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September 21, 1968 - Image 4

Resource type:
Text
Publication:
The Michigan Daily, 1968-09-21

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Seventy-seven years of editorial freedom
Edited and managed by students of the University of Michigan
under authority of Board in Control of Student Publications

"I'd like to apologize for 'soft on communism'
charge .. I was quoting the 'old Nixon ..,
I~r.

-=-WA\LT ER S H A P IRO-C
Is academia,
academic?

Maynard St., Ann Arbor, Mich.

News phone: 764-0552

Editorials printed in The Michigan Dlly exp ress the'irrdividual opinions df staff writers'
or the editors. This must be noted in all reprints.

DAY, SEPTEMBER 21, 1968

NIGHT EDITOR: DAVID MANN

Classified research

one year la ter

i

ONE YEAR LATER, it seems absurd to sified contracts. The inter-university 1
resurrect and re-debate the contro- committee, recommended by the Elder-
versy that was classified research. De- field Report to pressure against "over-
spite arguments that the University's af- classification," is apparently no closer to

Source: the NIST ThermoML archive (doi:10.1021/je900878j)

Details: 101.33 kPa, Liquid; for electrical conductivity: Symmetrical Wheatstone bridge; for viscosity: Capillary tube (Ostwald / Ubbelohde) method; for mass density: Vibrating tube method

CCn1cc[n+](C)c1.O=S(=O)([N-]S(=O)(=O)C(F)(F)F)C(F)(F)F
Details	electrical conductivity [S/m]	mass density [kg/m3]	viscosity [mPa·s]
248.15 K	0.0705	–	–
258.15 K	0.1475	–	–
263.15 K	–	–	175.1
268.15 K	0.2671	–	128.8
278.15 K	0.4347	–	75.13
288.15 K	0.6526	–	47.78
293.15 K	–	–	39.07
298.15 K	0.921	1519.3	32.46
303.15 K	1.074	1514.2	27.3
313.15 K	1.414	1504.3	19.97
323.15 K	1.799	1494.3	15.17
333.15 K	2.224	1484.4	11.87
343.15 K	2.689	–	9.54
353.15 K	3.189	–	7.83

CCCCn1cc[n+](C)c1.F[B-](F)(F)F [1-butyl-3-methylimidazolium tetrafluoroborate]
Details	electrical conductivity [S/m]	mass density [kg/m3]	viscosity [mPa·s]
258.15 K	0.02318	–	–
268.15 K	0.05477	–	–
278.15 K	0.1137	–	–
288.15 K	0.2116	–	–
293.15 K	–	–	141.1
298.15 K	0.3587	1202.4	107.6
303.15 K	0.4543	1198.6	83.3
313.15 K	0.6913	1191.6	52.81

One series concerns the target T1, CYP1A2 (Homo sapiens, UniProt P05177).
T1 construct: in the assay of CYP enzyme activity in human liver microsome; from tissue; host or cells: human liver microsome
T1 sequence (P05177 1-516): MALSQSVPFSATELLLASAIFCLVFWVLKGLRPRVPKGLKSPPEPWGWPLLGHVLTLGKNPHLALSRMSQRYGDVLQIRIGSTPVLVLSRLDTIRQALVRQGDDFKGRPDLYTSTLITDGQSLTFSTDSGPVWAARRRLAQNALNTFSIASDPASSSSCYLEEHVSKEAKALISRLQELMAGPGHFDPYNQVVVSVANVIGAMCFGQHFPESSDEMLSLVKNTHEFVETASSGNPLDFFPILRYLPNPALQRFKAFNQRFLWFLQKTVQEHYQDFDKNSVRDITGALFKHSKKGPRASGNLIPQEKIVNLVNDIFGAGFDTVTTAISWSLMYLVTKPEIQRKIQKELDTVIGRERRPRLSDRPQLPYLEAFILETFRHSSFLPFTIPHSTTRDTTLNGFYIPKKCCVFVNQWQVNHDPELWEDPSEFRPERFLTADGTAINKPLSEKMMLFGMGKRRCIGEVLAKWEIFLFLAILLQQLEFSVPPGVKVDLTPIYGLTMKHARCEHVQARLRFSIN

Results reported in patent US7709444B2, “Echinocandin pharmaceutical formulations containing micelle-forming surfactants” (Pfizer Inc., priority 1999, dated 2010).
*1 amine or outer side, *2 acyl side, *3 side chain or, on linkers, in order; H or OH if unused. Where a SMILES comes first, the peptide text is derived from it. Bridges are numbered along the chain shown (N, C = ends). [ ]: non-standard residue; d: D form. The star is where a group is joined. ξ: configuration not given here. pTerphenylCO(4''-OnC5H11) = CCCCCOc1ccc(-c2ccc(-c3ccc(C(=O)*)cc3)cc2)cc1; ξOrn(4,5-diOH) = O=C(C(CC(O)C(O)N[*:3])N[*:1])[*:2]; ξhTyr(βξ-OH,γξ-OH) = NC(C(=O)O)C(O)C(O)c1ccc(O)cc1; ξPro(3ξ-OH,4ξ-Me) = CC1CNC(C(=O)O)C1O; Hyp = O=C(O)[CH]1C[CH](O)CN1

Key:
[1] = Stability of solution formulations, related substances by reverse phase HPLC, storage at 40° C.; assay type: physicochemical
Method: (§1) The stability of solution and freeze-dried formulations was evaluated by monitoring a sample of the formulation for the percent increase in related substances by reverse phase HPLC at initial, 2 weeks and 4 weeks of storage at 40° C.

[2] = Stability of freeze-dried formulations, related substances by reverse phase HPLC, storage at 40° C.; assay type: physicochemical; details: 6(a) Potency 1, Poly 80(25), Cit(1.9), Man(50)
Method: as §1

tairs with the defense department are im- being formed now than it was before the
moral or at least unfortunate, research- January release of the report.
ers here are unlikely to relinquish their
claimsi on handsome government contract THE RELATIONSHIP of the University
offers. with the military should be clearly
Even though the controversy has been limited and defined, if it is to exist at all.
subdued by the promise that the Coon The operation of the Classified Re-
committee would solve the conflicts con- search Committee is crucial in determin-5
cernin'g secrecy, the issue of classified re- ing exactly what the partnership of the
search is, or should be, very much alive University and the defense, department
simply because secret projects are still should be.
being done here. Although it has been disappointingly
During the months of June, July and slow in getting; down to business, the I
August this year, more proposals were committee can be infinitely influential
sent out by the University than were when and if it deqides to act. The faculty
transmitted during the same period a group has the almost limitless power of